Volatility is back! January started off very positive, however the combination of a strong US payroll report, surging bond yields and trade wars (both real and threatened) triggered a dramatic market sell-off and subsequent weekly reversals. Altogether, the markets corrected down 10% from the peak in late January, with most markets ending negative in local currency in Q1.
Current volatility levels are more typical now than the ultralow levels we enjoyed for the prior 18 months. For example, since 1950 the S&P500 Index experienced a daily decline of 1% or worse 9.8% of the time and +1% or better 10.3% of the time. Also, in a given calendar year the average peak-to-trough in stocks was -14%. However, the media likes to report on the negative days and the positive news doesn’t make headlines as often. Fundamentals are still positive but not “news worthy.”
We accept that the markets will give us this type of volatility, otherwise there would be no return premium for investing in equity-type assets. What matters is how you choose to react as an investor and what your plan is. We focus on the fundamentals like corporate earnings, interest rates and economic growth in determining our mid-to-long-term strategy. In the short-term, the market is about speculation; we take advantage of this from time-to-time by rebalancing to our mid-term outlook.
There were several interesting events in Q1, most notably the tariff announcements from the US and China. While these specific tariffs are immaterial, the potential for heightened trade wars is very concerning. We will discuss this more in our “Outlook.”
Outside of North America, trade agreements are accumulating. The Trans-Pacific Partnership has increased their membership. The UK is negotiating trade deals with other countries for the 21-month transition, post-Brexit period. The $1 trillion Silk Road complex continues to develop and after a very successful Winter Olympics even North and South Korea are rebuilding their relationship.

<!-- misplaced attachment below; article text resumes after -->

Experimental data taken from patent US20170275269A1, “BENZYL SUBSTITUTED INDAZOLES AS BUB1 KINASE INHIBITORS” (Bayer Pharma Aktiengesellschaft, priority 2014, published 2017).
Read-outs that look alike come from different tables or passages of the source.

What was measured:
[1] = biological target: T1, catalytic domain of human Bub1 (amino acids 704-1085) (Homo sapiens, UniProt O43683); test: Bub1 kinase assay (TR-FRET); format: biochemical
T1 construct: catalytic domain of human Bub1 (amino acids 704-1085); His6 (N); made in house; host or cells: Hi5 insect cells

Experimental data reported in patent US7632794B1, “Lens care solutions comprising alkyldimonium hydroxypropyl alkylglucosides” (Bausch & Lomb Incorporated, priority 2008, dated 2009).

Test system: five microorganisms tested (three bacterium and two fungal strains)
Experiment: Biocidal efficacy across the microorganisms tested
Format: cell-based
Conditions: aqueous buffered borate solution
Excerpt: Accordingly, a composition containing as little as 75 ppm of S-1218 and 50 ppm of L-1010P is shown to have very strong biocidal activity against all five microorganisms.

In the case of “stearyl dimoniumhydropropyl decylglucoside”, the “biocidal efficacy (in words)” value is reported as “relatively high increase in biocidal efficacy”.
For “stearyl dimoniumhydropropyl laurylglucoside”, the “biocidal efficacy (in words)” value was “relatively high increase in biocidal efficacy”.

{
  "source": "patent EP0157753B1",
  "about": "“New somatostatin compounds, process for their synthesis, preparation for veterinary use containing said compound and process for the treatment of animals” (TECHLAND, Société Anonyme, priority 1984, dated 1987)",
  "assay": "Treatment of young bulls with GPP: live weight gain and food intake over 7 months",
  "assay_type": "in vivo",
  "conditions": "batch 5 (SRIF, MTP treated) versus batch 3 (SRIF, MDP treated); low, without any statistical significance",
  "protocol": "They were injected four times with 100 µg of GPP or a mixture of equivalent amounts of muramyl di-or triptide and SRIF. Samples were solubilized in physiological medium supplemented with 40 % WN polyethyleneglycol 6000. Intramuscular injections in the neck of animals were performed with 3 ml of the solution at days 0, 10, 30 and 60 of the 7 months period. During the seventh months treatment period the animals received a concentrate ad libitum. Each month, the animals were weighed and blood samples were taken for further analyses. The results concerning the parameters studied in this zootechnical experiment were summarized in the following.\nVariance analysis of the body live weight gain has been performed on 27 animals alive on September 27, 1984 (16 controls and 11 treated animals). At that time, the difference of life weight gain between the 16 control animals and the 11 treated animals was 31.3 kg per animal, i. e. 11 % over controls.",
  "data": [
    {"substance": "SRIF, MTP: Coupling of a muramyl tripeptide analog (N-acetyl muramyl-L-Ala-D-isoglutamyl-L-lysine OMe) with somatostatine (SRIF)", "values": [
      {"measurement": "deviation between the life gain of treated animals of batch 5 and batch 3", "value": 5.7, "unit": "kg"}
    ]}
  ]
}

Globalization increases trading opportunities and advancement of economies and markets; unfortunately, security issues also arise. Privacy breaches at Facebook and the influence of big data on elections are not isolated incidents. Advancement does not come smoothly or without financial casualties along the way.
China’s President Xi has appointed himself as Emperor for Life. While this may be a power grab and ego-driven, the strategy may stabilize China enough to implement difficult economic policies like austerity and anti-corruption as well as manage the transition from a manufacturing-based to service-based economy; all can take years to come to fruition.
Meanwhile, there were many changes in the US administration, most notably Larry Kudlow was appointed as the Director of the National Economic Council. At the Federal Reserve, James Powell took over the helm as Chairman.
In Q1 the CAD depreciated against the USD by 2.6%, while the USD weakened further versus other major currencies. The Bank of Canada maintained its Bank Rate at 1.25%. After growing at 2.9% in 2017, the Canadian economy is slowing down due to a cooling housing market from tighter mortgage qualifications and local tax legislation, expected rising borrowing costs and uncertainties surrounding NAFTA negotiations. January’s monthly GDP growth was -0.1%.
We remain underweight in bonds and have a short duration which mitigates price adjustments as interest rates rise. We remain fully invested in preferred shares which continue to complement the bond component of our client portfolios.
Our Canadian equities fell behind in Q1 due to what we believe are temporary corrections in Maxar, Cineplex and TransCanada Pipelines. Small Cap stocks have helped our Canadian equities to outperform the TSX composite in Q1.
We rebalanced our portfolios in late January by reducing global equities and reinvesting in emerging markets and holding some of the proceeds in cash. We continue to rebalance by reallocating the current cash holdings to Canadian and global equities in April on current weakness.